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Canadian Press
12/30/2006 11:22:30 AM

LEKSAND, Sweden (CP) - Jonathan Toews has learned to let go just a little bit.

The 18-year-old forward from Winnipeg had a trying season with his University of North Dakota Fighting Sioux leading up to playing for Canada at the world junior hockey championship.

A sprained shoulder that took him out of the lineup for a couple weeks, his lack of production and his team's struggles when he returned caused the six-foot-one, 203-pound forward to mentally clench.

"I was just trying to do too much," Toews said Saturday. "It was definitely mental. I've been through that before when you are going through slumps and nothing is working and you kind of stop believing in yourself."

It came to a head the week before he reported to the Canadian team's selection camp on Dec. 10.

After his lacklustre performance in a loss to Wisconsin to start a weekend series against the Badgers, North Dakota coach Dave Hakstol decided was time for a heart-to-heart with one of his star players.

"He dragged me in his office and said, `Just go out there and play and be the kid that you were when you were lighting it up in Pee Wee and don't worry about anything,"' Toews recalled.

"I just did that. I didn't score in the next game, but I had a great game and came to camp in Calgary and I've been much more confident ever since."

Canada, which has already earned a bye to next week's semifinal, concludes the preliminary round Sunday in Group A against Slovakia. The game can be seen live on TSN, TSN HD and TSN Broadband at 6:30am et/3:30am pt.

In Group B games Saturday, Finland beat Switzerland 4-0 to improve to 2-1 and the Czech Republic picked up its first win with a 2-1 win over Belarus. Both those teams sit at 1-2.

Toews, who has two goals and an assists in three games, carries an intensity in his eyes, which don't blink or look away when he speaks to you.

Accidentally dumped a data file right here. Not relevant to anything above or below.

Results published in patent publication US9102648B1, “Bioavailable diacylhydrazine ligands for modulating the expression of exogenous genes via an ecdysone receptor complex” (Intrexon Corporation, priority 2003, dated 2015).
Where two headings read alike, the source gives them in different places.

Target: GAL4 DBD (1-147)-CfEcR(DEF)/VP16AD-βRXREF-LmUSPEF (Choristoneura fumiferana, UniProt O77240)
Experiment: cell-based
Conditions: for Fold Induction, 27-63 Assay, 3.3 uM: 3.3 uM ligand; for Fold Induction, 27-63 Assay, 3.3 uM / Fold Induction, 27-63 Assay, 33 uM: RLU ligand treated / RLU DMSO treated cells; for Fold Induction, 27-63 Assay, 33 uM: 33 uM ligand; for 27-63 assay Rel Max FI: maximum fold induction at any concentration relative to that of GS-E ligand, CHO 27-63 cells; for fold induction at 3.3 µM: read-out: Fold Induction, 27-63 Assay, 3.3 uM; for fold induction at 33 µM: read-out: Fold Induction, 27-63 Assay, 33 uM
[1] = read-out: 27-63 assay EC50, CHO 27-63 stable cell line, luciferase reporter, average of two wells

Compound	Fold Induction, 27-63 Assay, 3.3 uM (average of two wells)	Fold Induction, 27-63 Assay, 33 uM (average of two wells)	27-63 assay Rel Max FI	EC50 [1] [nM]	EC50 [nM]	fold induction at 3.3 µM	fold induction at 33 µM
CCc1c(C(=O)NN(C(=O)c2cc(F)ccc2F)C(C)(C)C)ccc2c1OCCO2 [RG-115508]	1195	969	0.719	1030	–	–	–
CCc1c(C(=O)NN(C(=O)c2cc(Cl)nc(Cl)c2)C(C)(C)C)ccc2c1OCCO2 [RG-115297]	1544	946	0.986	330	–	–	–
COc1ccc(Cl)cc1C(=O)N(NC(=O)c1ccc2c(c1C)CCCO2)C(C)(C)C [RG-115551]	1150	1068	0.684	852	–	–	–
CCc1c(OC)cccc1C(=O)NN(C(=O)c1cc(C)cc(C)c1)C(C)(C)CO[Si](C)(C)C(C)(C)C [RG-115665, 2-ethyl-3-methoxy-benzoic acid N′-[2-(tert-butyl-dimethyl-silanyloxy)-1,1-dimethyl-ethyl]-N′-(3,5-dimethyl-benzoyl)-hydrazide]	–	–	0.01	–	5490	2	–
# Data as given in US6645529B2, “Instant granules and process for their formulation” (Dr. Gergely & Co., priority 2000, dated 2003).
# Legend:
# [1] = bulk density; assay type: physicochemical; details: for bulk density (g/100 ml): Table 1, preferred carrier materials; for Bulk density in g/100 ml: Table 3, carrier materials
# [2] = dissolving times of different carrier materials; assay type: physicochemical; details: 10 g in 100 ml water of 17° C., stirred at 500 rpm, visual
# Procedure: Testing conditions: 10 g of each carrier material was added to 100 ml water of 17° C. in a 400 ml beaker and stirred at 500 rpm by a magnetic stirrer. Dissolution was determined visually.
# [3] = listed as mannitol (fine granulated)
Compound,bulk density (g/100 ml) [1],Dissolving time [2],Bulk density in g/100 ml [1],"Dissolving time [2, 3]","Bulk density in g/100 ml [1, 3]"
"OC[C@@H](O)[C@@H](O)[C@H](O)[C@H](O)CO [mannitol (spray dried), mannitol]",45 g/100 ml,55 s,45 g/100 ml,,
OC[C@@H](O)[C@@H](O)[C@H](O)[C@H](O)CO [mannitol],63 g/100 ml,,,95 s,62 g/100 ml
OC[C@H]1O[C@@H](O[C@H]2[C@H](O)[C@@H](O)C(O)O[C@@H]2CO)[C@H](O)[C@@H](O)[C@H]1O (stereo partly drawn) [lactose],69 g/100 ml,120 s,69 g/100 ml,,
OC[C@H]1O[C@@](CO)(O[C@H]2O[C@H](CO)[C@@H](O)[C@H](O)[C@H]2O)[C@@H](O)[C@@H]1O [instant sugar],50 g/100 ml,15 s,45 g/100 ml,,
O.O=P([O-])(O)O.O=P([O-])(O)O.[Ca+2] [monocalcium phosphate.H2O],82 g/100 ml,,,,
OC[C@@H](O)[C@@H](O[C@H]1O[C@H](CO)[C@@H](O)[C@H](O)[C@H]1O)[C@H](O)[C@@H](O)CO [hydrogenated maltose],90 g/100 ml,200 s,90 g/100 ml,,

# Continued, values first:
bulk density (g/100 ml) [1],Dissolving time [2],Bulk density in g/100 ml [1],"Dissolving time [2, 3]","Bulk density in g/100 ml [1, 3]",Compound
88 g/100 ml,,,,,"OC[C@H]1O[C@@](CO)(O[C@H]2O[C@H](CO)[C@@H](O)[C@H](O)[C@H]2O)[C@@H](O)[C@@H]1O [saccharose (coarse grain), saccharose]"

"That ferocity ... I'm looking at him right across the hallway right now and he's still got that look in his eye," linemate Ryan O'Marra said. "He's intensely focused.

"A lot of the players can look at him and say, `Look at how focused Johnny is and that's why he's having success.' He's a leader in that respect in leading by example."

Canadian head coach Craig Hartsburg sees the hunger in Toews and loves it.

"He's just got big eyes, bright eyes," Hartsburg said. "He wants information, he wants to be taught. He wants to be coached.

"He loves his teammates, he talks to them on the bench. He competes, pays a big price and he's got skill."

As Canada's second-line centre and a veteran of the team that won gold in the 2006 world junior championship in Vancouver, Toews gives Canada scoring depth and a shoulder-to-the-wheel work ethic as he fights and squirms his way through checks along the boards to drive the net.

"Sometimes you think you can't get past a guy, but if you get an inch on him or good body position and keep your feet moving, I guess it's not too hard," Toews explained. "You've just got to keep battling."

A sign Toews was going to be a driven hockey player surfaced at age 10.

He found out that Guy Lafleur would skate in the middle of the night, so at 3 a.m. in a minus-40 C Winnipeg winter morning, Toews headed out to the backyard rink his father Bryan had made and began scraping it in preparation to strap on the skates.

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